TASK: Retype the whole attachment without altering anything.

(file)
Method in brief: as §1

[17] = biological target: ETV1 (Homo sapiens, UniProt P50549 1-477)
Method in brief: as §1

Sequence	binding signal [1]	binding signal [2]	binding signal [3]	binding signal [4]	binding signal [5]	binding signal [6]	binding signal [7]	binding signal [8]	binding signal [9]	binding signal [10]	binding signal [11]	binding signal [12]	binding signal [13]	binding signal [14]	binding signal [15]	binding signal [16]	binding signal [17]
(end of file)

Method in brief: as §1

[17] = biological target: ETV1 (Homo sapiens, UniProt P50549 1-477)
Method in brief: as §1

Sequence	binding signal [1]	binding signal [2]	binding signal [3]	binding signal [4]	binding signal [5]	binding signal [6]	binding signal [7]	binding signal [8]	binding signal [9]	binding signal [10]	binding signal [11]	binding signal [12]	binding signal [13]	binding signal [14]	binding signal [15]	binding signal [16]	binding signal [17]